Electrochemically induced remediation technologies, such as electrokinetic or electrodialytic remediation, consist of applying a low‐level direct current to produce the transport of contaminants from aqueous solutions, suspensions, or solid porous matrices. Although in‐depth research on pollutant removal efficiencies has been carried out in the past two decades, the technology readiness level is still far from introducing electrodialytic technologies in the current market. Recovering hydrogen gas from the electrolytic production at the cathode is now anchoring innovative strategies to mitigate electroremediation's drawbacks. Hydrogen production during the electrodialytic treatment of briny water, wastewater, sewage sludge, and mine residues suspension was recently assessed, with positive results. This chapter presents an overview of the materials included in the reactor design and the matrices' influence in the ratio of hydrogen production and recovery. Additionally, a preliminary market study coupled with a SWOT analysis is presented and discussed, highlighting the primary drivers to implement the new electrodialytic technology concept.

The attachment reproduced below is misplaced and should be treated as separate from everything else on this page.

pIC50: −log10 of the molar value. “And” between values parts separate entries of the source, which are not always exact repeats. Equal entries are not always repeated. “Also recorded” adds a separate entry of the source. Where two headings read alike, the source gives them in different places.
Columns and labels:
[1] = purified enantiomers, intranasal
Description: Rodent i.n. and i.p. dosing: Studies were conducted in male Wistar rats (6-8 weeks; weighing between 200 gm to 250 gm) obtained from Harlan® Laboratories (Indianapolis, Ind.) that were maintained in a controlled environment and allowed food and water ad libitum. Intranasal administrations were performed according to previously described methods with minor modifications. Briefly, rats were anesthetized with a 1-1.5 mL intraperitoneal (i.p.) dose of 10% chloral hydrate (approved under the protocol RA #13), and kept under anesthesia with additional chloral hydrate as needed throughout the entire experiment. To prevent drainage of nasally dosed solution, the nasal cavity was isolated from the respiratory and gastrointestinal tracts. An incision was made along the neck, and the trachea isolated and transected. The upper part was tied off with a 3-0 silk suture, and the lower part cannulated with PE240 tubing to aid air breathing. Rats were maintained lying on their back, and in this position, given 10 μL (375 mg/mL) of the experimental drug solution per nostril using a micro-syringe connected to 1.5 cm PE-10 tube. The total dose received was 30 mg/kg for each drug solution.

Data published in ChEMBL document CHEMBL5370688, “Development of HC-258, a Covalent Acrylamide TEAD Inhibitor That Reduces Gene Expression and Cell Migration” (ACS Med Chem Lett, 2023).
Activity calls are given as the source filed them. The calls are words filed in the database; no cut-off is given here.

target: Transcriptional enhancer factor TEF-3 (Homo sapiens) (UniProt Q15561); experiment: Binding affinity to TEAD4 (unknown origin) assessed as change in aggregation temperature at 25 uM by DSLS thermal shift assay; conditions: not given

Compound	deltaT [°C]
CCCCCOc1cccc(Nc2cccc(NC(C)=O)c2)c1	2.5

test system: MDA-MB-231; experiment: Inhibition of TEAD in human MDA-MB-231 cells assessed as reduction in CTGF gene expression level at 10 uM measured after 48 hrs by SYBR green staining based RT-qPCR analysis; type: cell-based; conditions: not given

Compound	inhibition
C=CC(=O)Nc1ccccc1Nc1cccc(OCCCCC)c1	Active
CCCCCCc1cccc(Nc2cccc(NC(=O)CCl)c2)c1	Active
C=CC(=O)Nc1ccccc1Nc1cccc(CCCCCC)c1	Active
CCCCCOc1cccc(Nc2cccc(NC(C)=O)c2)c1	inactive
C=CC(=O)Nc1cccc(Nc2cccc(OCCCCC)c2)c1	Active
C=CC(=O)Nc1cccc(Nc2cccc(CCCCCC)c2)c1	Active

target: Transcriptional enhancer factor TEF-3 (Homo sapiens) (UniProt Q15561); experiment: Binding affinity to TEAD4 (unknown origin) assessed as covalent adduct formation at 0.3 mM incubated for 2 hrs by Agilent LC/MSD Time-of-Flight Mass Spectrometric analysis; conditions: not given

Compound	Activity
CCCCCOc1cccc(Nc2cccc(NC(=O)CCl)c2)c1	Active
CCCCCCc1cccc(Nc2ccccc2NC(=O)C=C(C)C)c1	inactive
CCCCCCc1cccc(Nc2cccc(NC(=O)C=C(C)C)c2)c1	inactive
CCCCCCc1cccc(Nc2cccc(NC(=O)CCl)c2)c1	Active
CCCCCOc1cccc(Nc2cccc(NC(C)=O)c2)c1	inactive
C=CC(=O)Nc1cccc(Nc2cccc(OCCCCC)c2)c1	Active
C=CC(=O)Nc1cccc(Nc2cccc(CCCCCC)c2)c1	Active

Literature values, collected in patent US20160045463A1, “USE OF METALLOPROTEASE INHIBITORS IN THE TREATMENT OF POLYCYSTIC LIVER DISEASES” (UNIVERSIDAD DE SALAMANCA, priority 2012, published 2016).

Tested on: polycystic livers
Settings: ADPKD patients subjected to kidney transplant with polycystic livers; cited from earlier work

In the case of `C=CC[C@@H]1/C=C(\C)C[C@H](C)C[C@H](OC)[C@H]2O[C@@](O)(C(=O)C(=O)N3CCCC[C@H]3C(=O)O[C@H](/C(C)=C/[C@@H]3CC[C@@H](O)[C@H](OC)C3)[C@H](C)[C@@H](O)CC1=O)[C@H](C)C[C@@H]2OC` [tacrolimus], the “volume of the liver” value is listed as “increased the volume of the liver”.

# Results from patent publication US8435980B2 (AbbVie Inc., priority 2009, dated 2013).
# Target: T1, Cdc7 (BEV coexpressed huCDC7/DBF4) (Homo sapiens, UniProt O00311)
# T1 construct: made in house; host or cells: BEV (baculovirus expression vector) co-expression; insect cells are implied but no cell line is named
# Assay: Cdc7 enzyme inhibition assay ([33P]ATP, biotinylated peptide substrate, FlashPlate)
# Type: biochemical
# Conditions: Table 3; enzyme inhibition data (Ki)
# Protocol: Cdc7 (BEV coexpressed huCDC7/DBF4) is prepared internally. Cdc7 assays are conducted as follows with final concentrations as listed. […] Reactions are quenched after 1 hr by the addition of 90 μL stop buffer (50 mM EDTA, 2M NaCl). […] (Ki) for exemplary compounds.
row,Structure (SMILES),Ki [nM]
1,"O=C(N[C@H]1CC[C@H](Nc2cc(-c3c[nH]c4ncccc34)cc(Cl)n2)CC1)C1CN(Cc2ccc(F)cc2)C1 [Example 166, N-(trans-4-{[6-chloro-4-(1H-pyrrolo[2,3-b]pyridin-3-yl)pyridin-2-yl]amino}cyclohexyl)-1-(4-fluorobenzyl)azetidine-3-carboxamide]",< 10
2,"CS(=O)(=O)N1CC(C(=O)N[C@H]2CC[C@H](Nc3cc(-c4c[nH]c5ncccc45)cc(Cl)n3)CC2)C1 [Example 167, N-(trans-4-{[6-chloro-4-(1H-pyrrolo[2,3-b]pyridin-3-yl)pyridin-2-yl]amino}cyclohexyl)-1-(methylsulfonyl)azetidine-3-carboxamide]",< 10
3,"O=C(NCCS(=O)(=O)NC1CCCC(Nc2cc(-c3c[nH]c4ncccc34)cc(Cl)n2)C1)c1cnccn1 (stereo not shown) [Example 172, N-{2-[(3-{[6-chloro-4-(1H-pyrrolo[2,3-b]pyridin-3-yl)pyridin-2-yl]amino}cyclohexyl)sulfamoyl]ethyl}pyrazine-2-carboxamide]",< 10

|Title of host publication||Electrokinetic Remediation for Environmental Security and Sustainability|
|Editors||Alexandra B. Ribeiro, Majeti Narasimha Vara Prasad|
|Publication status||E-pub ahead of print - 19 Mar 2021|
- mine residues
- simulation scenarios
- market drivers